11 Memoirs About Grief To Remind You That You're Not Alone In Your Journey
We all struggle with feelings of grief at different points in our lives, and that grief looks different for everybody. Some of us explore our grief outwardly: wearing our feelings on our sleeves and turning to friends and family for support. Others are more private in our grief: turning inward and distancing ourselves for a short time or longer. Still more embark upon a detour: hitting the road, giving into dramatic impulses, and finding an entirely new way of existing in the world. There are any number of ways to experience and cope with grief — but for book-lovers, there’s no question that books about grief are an essential part of the path to healing.
But while these books can offer advice, tips, and skills for managing grief in healthy and productive ways, they offer something much more soothing to a grieving spirit as well: empathy. There’s just something about hearing “I’ve been there”, or “me too”, or “you’re not alone” from someone who has walked the path of grief (sometimes — like in the memoir we all love, Wild — literally) and found themselves even stronger on the other side.
Here are 11 books to consider reading if you’re struggling with grief — and may they help you on your own journey.
'Poor Your Soul' by Mira Ptacin
A memoir that tackles the grief of losing a child from two angles: that of memoirist Mira Ptacin and that of her mother, Poor Your Soul explores the strength and heartbreak of motherhood, and the grief experienced by anyone who has lost someone they loved more than themselves. It tells the story of Ptacin, who became pregnant at 28 years old with a child who would not be able to survive outside the womb, and was faced with three impossible choices about how she could lose the baby. Running parallel to this loss is that of Ptacin's mother, whose son — Ptacin’s brother — was killed by a drunk driver. This one is heartbreaking and written with great love.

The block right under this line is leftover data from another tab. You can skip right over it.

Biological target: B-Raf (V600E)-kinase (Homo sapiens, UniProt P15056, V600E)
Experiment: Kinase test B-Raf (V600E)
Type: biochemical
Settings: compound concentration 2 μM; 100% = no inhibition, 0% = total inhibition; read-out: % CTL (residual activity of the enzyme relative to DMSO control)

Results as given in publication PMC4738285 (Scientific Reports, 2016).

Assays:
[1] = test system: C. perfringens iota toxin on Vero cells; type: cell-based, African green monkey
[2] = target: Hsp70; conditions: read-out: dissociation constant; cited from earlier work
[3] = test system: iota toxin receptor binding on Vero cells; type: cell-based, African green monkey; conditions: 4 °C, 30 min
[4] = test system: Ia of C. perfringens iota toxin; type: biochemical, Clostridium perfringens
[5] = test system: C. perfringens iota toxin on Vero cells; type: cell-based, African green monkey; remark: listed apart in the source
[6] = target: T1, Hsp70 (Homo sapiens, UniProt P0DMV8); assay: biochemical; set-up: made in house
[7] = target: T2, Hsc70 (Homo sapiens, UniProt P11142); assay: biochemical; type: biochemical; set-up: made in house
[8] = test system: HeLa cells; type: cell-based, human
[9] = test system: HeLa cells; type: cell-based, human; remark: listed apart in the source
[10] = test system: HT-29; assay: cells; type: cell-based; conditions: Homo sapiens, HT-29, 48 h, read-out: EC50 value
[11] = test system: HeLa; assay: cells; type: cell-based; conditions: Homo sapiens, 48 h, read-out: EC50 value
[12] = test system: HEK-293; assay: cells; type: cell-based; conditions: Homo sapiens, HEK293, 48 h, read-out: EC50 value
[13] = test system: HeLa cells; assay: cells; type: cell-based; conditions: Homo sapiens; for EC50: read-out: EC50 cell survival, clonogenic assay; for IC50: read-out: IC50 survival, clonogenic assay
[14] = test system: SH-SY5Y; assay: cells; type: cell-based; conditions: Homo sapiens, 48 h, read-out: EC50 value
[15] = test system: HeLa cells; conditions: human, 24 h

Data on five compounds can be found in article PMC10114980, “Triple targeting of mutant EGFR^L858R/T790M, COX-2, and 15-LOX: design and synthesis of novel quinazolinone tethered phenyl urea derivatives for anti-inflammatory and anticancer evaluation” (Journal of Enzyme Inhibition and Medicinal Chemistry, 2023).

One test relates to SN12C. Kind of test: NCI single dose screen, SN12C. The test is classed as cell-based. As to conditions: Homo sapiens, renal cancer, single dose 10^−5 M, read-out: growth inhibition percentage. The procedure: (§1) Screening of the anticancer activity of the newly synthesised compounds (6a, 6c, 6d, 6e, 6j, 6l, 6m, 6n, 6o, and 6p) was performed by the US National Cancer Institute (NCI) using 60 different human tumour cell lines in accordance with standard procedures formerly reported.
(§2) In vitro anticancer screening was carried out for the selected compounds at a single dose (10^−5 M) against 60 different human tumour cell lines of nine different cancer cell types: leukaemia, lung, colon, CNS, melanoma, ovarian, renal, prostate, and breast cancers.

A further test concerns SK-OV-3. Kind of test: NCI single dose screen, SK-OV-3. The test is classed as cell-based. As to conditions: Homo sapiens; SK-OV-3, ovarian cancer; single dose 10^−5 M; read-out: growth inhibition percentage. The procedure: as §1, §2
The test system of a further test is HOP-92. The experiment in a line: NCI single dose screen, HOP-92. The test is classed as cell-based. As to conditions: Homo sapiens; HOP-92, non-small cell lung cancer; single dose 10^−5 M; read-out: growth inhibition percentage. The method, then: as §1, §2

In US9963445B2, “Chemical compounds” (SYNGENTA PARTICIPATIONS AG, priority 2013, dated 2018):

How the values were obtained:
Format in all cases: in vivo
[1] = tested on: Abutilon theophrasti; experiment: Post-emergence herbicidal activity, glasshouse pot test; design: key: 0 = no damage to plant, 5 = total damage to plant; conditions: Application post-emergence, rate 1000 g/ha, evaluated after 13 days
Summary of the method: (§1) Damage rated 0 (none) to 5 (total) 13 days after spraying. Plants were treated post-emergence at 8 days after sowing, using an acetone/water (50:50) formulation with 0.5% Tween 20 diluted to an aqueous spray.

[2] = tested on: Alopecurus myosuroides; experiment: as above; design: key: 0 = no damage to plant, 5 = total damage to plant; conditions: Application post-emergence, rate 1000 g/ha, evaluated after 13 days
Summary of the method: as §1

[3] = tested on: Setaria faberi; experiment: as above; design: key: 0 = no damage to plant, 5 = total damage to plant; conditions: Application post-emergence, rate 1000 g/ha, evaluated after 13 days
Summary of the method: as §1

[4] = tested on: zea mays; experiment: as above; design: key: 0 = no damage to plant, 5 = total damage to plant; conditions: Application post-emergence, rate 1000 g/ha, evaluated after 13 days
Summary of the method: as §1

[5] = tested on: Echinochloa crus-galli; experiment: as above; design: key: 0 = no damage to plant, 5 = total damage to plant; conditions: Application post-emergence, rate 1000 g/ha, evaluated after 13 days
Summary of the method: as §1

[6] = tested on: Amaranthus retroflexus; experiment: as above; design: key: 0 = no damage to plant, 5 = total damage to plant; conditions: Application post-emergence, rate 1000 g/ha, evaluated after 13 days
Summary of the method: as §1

'The Year of Magical Thinking' by Joan Didion
The loss of a life partner can be one of the most devastating experiences one goes through in a lifetime — perhaps second only to the loss of a child. Joan Didion — journalist, essayist, and memoirist — experienced both of these near-unimaginable losses in a short period of time. In The Year of Magical Thinking, a title that has become one of the go-to reads for anyone experiencing such loss and grief, Didion meets readers at the moment of her husband’s death, moving to the bedside of her ill daughter, and then taking readers through the year following both tragic events. True to the journalist in her, Didion explores her preconceived and evolving ideas about life, loss, and death, alongside the details of her personal story.
'H is for Hawk' by Helen Macdonald
Sometimes, when we’re grieving, we need to turn to a distraction — and some distractions are more unique than others. Overcome with grief over the loss of her father, writer Helen Macdonald decided to train one of the most difficult and rebellious hawks alive: the goshawk, which boasts a wingspan of nearly two feet. Already an experienced falconer, Macdonald adopted a goshawk named Mabel — a beautiful, ornery, wild creature who helped Macdonald cope with her grief and changed her life. Read all about it in her memoir, H is for Hawk.
'Men We Reaped' by Jesmyn Ward
Writer Jesmyn Ward has known a lot of loss in her life: in particular, the early and unnecessary deaths of five young men — the kind of deaths being highlighted with increasing frequency on the national news. In the wake of these losses, Ward began to explore what each of their deaths had in common, and what it means to live in a community that is plagued by regular, systemic, and devastating loss and grief. Men We Reaped is an account of these short lives, woven into Ward’s thoughts on racism, poverty, and systemic violence.